- How many times is a book handled from the time it is returned to your library until it is shelved? How many additional times is it handled if it is returned to a different library?
- How much time does it take for an item to get from the return desk in your library to the shelf?
- Do you have standards for shelving quantity and quality? If so, what are they? How were they measured? For example: number of books shelved per hour; percentage of errors/accuracy rate
- How often are book return drops cleared?
- How often are tables, photocopiers, carrels, shelves, etc. cleared of books left by patrons? What is the process for reshelving the items collected?
- What additional steps, if any, are involved in processing new books for shelving?
- Describe each step of your book sorting process, from check-in to final sorting onto trucks before shelving, and who performs it.
- If you have set due dates, how do you handle the massive returns at those dates?
- Are there areas in which it is difficult to shelve? How do you manage shelving in those areas?
- Are the stacks shelf read?
- Who normally does the shelving?
Total # of people Average # of hours
per week per person
Students $ # # Staff $ # # Temps $ # #
- Do shelvers have a fixed work schedule?
- How is shelving assigned and supervised?
- What other tasks do shelvers perform in the stacks besides shelving?
- Do shelvers have work assignments outside of the stacks?
- Describe the process of training shelvers and who does the training.
Appendix 5: Benchmarking Team Interim Report
March 12, 1999
The University Library's Benchmarking Team undertook, in January, a project to find improvements for shelving practices in our libraries. At this point in the project we thought an update for staff might be useful.
The shelving project was chosen collaboratively by Central and User Services Councils, in part in response to surveys done last spring which indicated that patrons sometimes have difficulty finding books in the stacks. We are looking at how long it takes for a book to reach its shelf after it has been discharged at any library and at how accurately it is shelved.
The Benchmarking Team began by learning the process of benchmarking. This process improvement tool has been in use in the business community for over a decade but it has only recently migrated to the academic community. This has made it difficult to find both information about the process as it relates to libraries and to find information about other benchmarking projects on the shelving process specifically. The Team invited Gloriana St. Clair, Director of Libraries at Carnegie Mellon University, to the University to help us with our benchmarking process and to speak to the library staff about benchmarking.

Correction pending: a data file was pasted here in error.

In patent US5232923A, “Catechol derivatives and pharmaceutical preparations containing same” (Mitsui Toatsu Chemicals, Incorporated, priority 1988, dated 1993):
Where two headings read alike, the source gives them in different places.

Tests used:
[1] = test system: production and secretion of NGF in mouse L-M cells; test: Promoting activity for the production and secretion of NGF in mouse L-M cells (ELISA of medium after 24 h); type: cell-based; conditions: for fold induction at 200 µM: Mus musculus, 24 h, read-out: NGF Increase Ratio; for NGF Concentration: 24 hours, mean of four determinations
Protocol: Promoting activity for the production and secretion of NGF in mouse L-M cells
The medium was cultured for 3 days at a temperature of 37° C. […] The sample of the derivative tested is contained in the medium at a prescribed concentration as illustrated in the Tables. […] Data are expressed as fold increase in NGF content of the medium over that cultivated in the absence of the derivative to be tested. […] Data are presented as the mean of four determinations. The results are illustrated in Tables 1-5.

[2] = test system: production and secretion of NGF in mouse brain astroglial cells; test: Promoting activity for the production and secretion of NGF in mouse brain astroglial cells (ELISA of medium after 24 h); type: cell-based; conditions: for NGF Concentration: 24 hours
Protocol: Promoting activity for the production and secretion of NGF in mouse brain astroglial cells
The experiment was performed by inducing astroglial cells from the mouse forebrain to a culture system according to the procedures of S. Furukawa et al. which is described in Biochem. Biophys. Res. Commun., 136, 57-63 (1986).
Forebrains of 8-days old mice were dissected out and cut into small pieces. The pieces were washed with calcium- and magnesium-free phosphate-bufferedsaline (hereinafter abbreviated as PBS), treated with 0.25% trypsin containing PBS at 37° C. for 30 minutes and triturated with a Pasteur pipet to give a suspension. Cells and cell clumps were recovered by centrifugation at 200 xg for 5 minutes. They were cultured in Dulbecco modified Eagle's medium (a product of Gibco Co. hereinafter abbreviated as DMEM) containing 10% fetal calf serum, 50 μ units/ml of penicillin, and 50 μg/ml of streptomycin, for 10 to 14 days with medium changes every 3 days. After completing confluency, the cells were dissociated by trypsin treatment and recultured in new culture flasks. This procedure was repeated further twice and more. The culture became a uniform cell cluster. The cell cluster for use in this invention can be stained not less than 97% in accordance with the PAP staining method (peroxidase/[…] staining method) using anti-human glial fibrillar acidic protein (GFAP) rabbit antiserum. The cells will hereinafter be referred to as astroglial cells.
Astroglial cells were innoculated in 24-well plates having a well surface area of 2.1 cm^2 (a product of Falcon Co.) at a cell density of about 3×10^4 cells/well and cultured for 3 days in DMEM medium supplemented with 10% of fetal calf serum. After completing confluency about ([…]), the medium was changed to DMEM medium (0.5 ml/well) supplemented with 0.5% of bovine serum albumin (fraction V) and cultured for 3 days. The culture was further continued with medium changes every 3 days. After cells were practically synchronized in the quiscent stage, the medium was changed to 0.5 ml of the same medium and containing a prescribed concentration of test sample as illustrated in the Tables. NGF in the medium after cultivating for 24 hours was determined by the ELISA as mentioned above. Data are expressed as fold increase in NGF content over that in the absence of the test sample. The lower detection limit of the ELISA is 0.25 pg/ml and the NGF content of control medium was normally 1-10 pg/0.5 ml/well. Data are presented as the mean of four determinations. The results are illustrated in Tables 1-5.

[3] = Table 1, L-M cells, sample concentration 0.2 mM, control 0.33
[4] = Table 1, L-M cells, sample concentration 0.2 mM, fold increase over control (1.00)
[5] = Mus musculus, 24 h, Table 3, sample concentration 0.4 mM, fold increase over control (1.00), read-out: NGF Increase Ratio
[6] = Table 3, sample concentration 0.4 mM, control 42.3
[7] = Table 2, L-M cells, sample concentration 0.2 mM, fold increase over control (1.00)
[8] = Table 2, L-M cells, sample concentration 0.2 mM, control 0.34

The Team has concurrently begun learning more about our own shelving processes in each library in the Alderman system. We have created flow-charts for each library and Government Documents. We have also done a brief survey on how each location shelves its books and journals and on some of the factors that contribute to the shelving process such as training, number and level of employees, payrates, LEO delivery, new book routines, pick-up routines, sorting areas, etc. We discovered that many of us already shelve excellently-by the end of each day. We are about to begin measuring the shelving process for the larger libraries to see how long shelving takes. By the time we finish these projects we will have enough information about our own process to compare ourselves to other institutions who shelve more quickly and accurately than we do.
Another component of the project has been to identify those institutions. Since there are only a small handful of shelving studies in the literature, we had to find another way to establish which institutions have "best practices" for shelving. With assistance from Diane Walker and Gary Treadway, we queried several listservs asking for participants for a short survey. From the responses we received the group was able to establish that the University of Arizona has the best turn-around time for shelving (4 hours!). Members of the Team will be traveling to Tucson in April to find out how they do this.
We encourage other staff to think about their own work processes or bottlenecks and to consider how the benchmarking process can help simplify them and/or find solutions.